NEW YORK (Reuters) - Five cheetah cubs are fighting for their lives after being delivered prematurely at a Cincinnati zoo by a caesarean section, a procedure seldom performed during the birth of the endangered cats.
The cubs, born earlier this month, have weak immune systems and are unable to actively ward off infections, said Mark Campbell, the Cincinnati Zoo and Botanical Garden’s director of animal health.
The three males and two females are receiving around-the-clock critical care, which involves bottle feeding every three hours, Campbell said in a statement on Friday.
“Mom is recovering, and we’re working hard to put some weight on the premature cubs,” Campbell said. “Important benchmarks for survival of these cubs are the first week and month of life.”
Belonging to a species considered the world’s fastest land animal, the cubs are expected to receive special care for the next eight to 12 weeks. Zoo visitors are allowed to peek at them through nursery windows.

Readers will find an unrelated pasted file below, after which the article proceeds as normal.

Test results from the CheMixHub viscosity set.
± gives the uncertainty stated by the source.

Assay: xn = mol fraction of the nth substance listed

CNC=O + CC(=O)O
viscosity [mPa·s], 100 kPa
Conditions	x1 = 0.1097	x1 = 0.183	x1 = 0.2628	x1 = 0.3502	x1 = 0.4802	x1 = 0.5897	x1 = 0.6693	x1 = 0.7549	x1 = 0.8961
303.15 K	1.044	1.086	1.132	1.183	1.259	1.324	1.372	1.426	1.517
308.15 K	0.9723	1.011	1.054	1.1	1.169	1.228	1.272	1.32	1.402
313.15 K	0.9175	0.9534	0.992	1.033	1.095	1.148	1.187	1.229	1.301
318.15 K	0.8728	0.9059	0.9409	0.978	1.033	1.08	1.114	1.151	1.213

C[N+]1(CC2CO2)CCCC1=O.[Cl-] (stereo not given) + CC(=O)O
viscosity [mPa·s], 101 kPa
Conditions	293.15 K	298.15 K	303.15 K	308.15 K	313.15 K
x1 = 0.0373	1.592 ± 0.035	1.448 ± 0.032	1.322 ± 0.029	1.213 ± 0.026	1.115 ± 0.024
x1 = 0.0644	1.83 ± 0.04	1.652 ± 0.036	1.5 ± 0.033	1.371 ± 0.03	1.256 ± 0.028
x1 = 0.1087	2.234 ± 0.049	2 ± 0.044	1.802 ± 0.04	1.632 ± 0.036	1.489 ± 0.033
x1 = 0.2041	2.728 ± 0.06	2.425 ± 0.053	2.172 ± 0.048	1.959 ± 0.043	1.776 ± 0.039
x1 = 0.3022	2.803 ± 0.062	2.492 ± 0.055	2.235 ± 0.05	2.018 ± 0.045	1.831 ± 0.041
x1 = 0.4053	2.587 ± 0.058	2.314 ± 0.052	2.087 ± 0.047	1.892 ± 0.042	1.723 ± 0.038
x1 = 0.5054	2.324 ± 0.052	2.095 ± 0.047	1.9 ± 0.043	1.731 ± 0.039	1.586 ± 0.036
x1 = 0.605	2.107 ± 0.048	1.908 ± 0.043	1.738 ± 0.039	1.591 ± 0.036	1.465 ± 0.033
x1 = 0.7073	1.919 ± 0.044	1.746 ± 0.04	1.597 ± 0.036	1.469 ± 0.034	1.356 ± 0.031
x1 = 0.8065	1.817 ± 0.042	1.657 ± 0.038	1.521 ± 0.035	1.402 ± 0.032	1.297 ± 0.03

The cubs were born on March 8 at the zoo’s regional cheetah breeding facility. It was only the third caesarean section Campbell said he was involved in during his 25-year career at the zoo, one of the oldest in the United States.
The Cincinnati Zoo is a leading captive breeder of cheetahs, a big cat that is native to the savannahs of Africa. Since 2002, about 54 cheetah cubs have been born at the zoo, officials said.
Cheetahs are considered endangered, as their worldwide population has shrunk because of excessive hunting, reduced prey and loss of natural habitat. Fewer than 10,000 remain in 23 African countries, according to the Namibian-based Cheetah Conservation Fund.
Editing by Frank McGurty and Peter Cooney
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